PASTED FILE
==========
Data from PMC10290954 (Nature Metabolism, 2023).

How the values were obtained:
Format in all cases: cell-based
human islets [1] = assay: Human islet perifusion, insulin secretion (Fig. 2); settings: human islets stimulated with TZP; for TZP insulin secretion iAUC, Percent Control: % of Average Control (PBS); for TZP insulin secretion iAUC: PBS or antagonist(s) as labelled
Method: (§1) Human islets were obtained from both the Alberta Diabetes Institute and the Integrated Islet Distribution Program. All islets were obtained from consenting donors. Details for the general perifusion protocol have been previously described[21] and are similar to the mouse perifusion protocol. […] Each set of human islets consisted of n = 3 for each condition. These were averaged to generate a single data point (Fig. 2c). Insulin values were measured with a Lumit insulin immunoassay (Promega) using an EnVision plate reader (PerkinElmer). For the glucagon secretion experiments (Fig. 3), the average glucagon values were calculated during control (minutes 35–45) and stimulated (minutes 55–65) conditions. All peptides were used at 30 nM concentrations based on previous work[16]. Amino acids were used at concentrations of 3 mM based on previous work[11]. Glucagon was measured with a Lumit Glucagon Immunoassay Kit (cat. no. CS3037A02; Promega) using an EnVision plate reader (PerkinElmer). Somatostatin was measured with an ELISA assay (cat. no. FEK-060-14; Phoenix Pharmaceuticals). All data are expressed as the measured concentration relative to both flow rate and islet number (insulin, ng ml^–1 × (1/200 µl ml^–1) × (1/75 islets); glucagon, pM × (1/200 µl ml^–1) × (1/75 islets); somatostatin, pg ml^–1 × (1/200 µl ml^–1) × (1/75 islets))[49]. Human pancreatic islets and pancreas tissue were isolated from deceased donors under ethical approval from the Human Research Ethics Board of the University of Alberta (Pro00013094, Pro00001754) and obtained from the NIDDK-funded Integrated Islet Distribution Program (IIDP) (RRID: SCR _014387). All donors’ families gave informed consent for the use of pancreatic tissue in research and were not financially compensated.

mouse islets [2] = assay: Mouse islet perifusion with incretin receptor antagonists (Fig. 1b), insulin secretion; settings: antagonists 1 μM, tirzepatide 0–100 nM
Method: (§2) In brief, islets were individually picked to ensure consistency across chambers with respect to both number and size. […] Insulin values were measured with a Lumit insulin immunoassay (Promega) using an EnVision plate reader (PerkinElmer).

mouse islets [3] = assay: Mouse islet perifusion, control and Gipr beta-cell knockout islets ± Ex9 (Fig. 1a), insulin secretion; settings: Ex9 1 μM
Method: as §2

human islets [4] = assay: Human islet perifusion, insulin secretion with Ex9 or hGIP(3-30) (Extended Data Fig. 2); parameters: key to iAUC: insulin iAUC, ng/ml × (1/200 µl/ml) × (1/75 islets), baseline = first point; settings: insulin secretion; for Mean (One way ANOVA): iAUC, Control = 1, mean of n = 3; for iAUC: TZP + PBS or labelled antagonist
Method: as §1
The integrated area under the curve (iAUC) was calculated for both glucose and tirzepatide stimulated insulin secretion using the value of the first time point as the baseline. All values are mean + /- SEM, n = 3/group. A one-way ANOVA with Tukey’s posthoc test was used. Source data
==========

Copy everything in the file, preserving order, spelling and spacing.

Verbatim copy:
Data from PMC10290954 (Nature Metabolism, 2023).

How the values were obtained:
Format in all cases: cell-based
human islets [1] = assay: Human islet perifusion, insulin secretion (Fig. 2); settings: human islets stimulated with TZP; for TZP insulin secretion iAUC, Percent Control: % of Average Control (PBS); for TZP insulin secretion iAUC: PBS or antagonist(s) as labelled
Method: (§1) Human islets were obtained from both the Alberta Diabetes Institute and the Integrated Islet Distribution Program. All islets were obtained from consenting donors. Details for the general perifusion protocol have been previously described[21] and are similar to the mouse perifusion protocol. […] Each set of human islets consisted of n = 3 for each condition. These were averaged to generate a single data point (Fig. 2c). Insulin values were measured with a Lumit insulin immunoassay (Promega) using an EnVision plate reader (PerkinElmer). For the glucagon secretion experiments (Fig. 3), the average glucagon values were calculated during control (minutes 35–45) and stimulated (minutes 55–65) conditions. All peptides were used at 30 nM concentrations based on previous work[16]. Amino acids were used at concentrations of 3 mM based on previous work[11]. Glucagon was measured with a Lumit Glucagon Immunoassay Kit (cat. no. CS3037A02; Promega) using an EnVision plate reader (PerkinElmer). Somatostatin was measured with an ELISA assay (cat. no. FEK-060-14; Phoenix Pharmaceuticals). All data are expressed as the measured concentration relative to both flow rate and islet number (insulin, ng ml^–1 × (1/200 µl ml^–1) × (1/75 islets); glucagon, pM × (1/200 µl ml^–1) × (1/75 islets); somatostatin, pg ml^–1 × (1/200 µl ml^–1) × (1/75 islets))[49]. Human pancreatic islets and pancreas tissue were isolated from deceased donors under ethical approval from the Human Research Ethics Board of the University of Alberta (Pro00013094, Pro00001754) and obtained from the NIDDK-funded Integrated Islet Distribution Program (IIDP) (RRID: SCR _014387). All donors’ families gave informed consent for the use of pancreatic tissue in research and were not financially compensated.

mouse islets [2] = assay: Mouse islet perifusion with incretin receptor antagonists (Fig. 1b), insulin secretion; settings: antagonists 1 μM, tirzepatide 0–100 nM
Method: (§2) In brief, islets were individually picked to ensure consistency across chambers with respect to both number and size. […] Insulin values were measured with a Lumit insulin immunoassay (Promega) using an EnVision plate reader (PerkinElmer).

mouse islets [3] = assay: Mouse islet perifusion, control and Gipr beta-cell knockout islets ± Ex9 (Fig. 1a), insulin secretion; settings: Ex9 1 μM
Method: as §2

human islets [4] = assay: Human islet perifusion, insulin secretion with Ex9 or hGIP(3-30) (Extended Data Fig. 2); parameters: key to iAUC: insulin iAUC, ng/ml × (1/200 µl/ml) × (1/75 islets), baseline = first point; settings: insulin secretion; for Mean (One way ANOVA): iAUC, Control = 1, mean of n = 3; for iAUC: TZP + PBS or labelled antagonist
Method: as §1
The integrated area under the curve (iAUC) was calculated for both glucose and tirzepatide stimulated insulin secretion using the value of the first time point as the baseline. All values are mean + /- SEM, n = 3/group. A one-way ANOVA with Tukey’s posthoc test was used. Source data